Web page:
1867
President Andrew Johnson sparked a move to impeach him as he defied Congress by suspending Secretary of War Edwin M. Stanton.
1876
Mystery writer Mary Roberts Rinehart born
1877
This is the birthday of the phonograph record. Edison drew a sketch of his idea, with a note to his mechanic, John Kreusi, "Make this." When the mechanic did, Edison recorded himself reciting the poem "Mary Had a Little Lamb." It worked. "I was never so taken aback," Edison said.
1880
Christy Mathewson, Hall of Fame baseball pitcher born
1881
Movie producer Cecil B. DeMille born
1888
Bertha, wife of inventor Karl Benz, makes the first motor tour. Without her husband's knowledge, she borrowed one of his cars and traveled 180km to visit relatives for 5 days.
1898
A peace protocol was signed ending the Spanish-American War. The United States acquired Puerto Rico, Guam and the Philippines, and annexed Hawaii.
1911
Comic actor Cantinflas (Mario Moreno) (Around the World in 80 Days, Pepe) born
1912
Actress Jane Wyatt (Father Knows Best` Spock's mother in "Star Trek") born
1915
The novel "Of Human Bondage," by William Somerset Maugham, was first published.
1919
Choreographer Michael Kidd (Milton Greenwald) born
1926
Actor-director John Derek born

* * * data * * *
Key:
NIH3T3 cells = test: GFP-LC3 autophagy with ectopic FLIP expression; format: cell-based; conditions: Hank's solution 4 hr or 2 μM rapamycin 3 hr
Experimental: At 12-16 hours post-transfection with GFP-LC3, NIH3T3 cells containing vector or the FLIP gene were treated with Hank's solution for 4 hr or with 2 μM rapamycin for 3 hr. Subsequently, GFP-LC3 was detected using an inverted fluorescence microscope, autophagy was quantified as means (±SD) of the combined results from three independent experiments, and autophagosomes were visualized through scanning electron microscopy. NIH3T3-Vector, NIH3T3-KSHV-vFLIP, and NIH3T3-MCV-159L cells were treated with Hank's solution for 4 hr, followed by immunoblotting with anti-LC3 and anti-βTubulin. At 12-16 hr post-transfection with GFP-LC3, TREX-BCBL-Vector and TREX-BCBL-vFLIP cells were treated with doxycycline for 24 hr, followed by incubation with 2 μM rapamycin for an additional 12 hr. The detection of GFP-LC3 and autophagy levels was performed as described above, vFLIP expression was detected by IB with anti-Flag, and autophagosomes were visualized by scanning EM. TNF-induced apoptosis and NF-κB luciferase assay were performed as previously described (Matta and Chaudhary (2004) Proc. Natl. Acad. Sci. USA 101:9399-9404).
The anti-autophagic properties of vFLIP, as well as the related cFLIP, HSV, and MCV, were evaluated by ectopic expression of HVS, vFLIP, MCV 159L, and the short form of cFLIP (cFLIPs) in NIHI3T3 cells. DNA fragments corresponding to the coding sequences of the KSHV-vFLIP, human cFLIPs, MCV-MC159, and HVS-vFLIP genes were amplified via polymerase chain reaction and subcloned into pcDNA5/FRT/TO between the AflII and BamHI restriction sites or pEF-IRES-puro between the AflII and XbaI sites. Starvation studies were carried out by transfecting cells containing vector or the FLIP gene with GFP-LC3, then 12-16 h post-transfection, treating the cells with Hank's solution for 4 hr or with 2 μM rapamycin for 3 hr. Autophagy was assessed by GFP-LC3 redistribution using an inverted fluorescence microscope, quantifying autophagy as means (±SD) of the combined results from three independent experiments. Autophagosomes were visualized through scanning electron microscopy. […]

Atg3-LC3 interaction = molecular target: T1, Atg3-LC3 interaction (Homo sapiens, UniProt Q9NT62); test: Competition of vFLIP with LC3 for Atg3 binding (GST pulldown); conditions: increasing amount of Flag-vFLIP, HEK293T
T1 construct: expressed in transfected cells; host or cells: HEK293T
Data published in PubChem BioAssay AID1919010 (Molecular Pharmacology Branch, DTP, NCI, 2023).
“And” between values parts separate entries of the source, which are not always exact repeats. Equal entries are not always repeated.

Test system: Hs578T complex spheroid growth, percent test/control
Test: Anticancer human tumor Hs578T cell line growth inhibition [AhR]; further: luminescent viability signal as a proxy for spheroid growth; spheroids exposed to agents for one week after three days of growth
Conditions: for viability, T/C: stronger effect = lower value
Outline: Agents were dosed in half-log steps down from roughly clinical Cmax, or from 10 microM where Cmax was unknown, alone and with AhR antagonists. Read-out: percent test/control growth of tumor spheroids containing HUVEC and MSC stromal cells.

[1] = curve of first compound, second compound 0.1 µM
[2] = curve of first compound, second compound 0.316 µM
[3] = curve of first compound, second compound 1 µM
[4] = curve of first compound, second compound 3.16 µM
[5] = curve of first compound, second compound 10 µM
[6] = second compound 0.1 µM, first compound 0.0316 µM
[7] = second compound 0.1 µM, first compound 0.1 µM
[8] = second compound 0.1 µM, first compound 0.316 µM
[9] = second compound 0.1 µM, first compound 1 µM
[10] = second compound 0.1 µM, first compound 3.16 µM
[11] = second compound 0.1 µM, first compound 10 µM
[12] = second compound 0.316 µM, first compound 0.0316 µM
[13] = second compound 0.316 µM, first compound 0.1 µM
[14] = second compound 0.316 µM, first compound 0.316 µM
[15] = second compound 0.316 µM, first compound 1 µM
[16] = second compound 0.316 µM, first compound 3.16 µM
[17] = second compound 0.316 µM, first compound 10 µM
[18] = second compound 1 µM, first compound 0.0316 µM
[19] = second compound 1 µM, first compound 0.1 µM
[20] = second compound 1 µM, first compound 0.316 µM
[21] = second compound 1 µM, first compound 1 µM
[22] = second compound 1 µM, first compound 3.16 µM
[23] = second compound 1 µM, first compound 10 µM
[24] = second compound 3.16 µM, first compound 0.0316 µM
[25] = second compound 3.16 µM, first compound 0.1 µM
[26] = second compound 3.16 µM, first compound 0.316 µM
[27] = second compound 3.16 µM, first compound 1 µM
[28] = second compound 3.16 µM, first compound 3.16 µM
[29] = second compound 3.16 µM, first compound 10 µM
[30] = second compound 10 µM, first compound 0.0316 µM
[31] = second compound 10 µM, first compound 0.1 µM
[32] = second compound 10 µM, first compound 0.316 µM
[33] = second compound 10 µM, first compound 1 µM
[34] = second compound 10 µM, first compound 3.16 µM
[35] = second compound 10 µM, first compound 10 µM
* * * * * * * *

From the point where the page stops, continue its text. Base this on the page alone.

1927
Country singer Porter Wagoner born
1929
Singer-musician Buck (Alvis Edgar) Owens born
1931
Author/screen writer William Goldman, (Marathon Man, The Princess Bride, All the President's Men) born
1933
Auto racer Parnelli (Rufus) Jones born
1934
Babe Ruth's final game at Fenway Park, 41,766 on hand.
1936
Padrewski recorded Beethoven's "Moonlight Sonata" for a movie of the same name. He bumped into Winston Churchill at the film studio working on a script. This can be described as a meeting of two world leaders because Padrewski once served for a while as premier of Poland.
1937
Comedian, Red Skelton, got his first taste of network radio on this night, as he appeared on the Rudy Vallee Show on NBC.
1939
Actor George Hamilton born
1941
Singer Jennifer Warren (Up Where We Belong [w/Joe Cocker]) born
1944
Joseph P. Kennedy Junior, eldest son of Joseph and Rose Fitzgerald Kennedy, was killed with his co-pilot when their explosives-laden Navy plane blew up over England.
1949
The former president of Brazil, Fernando Collor de Mello born
1950
Singer Kid Creole born
1953
Soviet Union conducted a secret test of its first hydrogen bomb.
1954
Jazz musician Pat Metheny born
1954